The journey to the empowered consumer begins with the digitalization of central generation and the grid, says Ganesh Bell
Imagine your electric life in 2025. Your home has solar panels, of course. Your neighbors’ homes and kids’ school do too. In fact, all the parents who helped fund the school solar facility use its electricity in their homes at weekends.
Surplus energy from your roof, and a share of what the school generates flow into your electricity ‘bank account’. You can easily check your balance on your MyPower App. You usually do that ahead of a road trip to grandma’s, because that’s when you can sell the electricity you’re not using back to your microgrid-neighbors or to the utility. Your neighbors are especially keen to buy during the summer months, when demand exceeds the utility’s renewable energy supply, and it has to bring more expensive resources online, causing prices to rise.
|GE was quick to embrace the benefits of digitalization|
Since you have a ‘credit’ card for your electricity account, you can recharge your electric vehicle at a freeway charging station on the way to grandma’s. The charging is free of course. You just pay a small fee to transfer your electricity across state lines and between utilities, but it’s still worth it. After all, you did well selling your surplus solar back into the grid when you were in Hawaii over the holidays.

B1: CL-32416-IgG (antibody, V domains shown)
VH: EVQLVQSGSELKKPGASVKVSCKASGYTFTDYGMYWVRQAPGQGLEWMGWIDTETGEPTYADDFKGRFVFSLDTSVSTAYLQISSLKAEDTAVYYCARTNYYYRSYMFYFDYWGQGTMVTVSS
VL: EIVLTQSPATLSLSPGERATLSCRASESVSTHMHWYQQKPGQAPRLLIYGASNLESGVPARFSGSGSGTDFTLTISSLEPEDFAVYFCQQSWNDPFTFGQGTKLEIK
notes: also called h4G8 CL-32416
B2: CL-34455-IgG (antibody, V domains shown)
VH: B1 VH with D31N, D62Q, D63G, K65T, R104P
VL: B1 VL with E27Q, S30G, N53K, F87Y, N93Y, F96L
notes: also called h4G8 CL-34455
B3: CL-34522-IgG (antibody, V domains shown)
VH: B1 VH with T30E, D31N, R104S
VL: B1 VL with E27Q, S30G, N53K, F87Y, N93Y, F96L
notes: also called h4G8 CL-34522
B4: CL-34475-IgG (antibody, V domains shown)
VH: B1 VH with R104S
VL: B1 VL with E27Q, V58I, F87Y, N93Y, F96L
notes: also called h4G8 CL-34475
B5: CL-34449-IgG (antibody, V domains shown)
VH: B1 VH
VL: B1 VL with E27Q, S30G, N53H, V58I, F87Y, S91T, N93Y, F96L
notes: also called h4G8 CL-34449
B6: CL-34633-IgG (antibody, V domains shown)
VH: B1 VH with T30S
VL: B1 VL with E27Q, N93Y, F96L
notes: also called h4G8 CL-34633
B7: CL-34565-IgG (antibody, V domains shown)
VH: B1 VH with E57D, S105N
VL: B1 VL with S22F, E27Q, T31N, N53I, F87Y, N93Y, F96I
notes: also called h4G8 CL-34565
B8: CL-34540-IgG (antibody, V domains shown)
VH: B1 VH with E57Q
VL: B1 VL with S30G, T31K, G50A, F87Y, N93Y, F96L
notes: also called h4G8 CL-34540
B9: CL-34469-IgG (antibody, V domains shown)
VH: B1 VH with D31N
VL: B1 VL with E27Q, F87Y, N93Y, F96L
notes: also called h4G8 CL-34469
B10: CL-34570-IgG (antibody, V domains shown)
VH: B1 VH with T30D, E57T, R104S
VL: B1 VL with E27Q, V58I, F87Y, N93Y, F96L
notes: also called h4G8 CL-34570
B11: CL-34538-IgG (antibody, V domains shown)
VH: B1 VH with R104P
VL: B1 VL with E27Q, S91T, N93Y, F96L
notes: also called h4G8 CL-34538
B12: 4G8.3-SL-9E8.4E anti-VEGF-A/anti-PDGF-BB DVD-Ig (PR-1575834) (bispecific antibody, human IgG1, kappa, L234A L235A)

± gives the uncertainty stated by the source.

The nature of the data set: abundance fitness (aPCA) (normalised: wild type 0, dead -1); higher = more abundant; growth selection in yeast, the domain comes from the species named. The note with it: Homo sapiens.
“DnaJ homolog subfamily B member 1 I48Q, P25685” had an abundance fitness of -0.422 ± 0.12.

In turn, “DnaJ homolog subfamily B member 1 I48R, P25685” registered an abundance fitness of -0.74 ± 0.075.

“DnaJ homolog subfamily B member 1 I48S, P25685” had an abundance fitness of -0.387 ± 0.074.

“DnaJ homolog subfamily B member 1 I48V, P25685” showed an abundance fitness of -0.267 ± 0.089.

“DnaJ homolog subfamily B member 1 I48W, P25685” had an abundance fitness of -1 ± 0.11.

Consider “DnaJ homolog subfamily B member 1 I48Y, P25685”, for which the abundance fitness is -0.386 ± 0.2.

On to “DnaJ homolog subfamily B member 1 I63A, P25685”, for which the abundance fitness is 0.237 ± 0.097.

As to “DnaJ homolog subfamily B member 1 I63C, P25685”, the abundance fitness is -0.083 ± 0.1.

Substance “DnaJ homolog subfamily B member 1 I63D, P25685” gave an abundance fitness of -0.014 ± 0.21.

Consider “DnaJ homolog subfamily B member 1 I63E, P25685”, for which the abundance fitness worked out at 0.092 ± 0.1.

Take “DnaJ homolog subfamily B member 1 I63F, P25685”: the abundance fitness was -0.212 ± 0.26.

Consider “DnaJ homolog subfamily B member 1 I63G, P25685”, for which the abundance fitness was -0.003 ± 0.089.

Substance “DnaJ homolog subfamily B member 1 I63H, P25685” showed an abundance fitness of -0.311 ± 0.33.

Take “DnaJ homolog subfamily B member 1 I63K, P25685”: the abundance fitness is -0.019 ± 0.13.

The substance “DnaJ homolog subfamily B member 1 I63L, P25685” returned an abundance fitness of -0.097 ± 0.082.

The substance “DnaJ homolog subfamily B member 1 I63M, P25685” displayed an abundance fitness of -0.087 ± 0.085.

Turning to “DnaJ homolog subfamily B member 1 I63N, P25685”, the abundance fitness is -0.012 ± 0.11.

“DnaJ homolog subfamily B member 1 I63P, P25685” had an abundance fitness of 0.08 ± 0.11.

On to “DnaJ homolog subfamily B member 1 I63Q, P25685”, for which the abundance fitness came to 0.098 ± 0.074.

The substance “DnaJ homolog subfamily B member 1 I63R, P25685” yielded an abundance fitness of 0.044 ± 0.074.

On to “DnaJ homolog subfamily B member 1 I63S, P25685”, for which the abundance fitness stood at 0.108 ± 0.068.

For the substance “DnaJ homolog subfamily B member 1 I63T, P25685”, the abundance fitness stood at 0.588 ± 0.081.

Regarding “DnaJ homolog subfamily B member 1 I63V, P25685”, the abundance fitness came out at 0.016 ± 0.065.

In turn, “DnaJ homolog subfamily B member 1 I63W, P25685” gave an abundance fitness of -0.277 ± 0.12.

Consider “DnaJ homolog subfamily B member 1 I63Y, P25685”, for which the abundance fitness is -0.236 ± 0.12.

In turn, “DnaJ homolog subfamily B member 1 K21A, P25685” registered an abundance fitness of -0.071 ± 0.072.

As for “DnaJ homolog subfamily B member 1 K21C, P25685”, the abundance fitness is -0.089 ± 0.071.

When you get to grandma’s house, it’s mealtime, and the kids fire up their devices. Your App gives you an alert. Grandma is about to start getting billed at peak rates. (Your accounts are linked). You ping your microgrid neighbors back home to see who has any low-cost electricity to sell. You also use the MyPower app to lower the temperature setting in the house to 65. After all, it is now full of people generating their own energy!
Does the scenario sound far-fetched? The truth is, it’s already starting to happen.
In its first half-year 2017 investor conference call, Électricité de France (EDF), one of the world’s most valuable utilities, highlighted that its EDF & Moi energy monitoring App has already been downloaded four million times. Nine months earlier, EDF previewed a new subsidiary, Sowee, which is dedicated to digitalizing energy use in homes.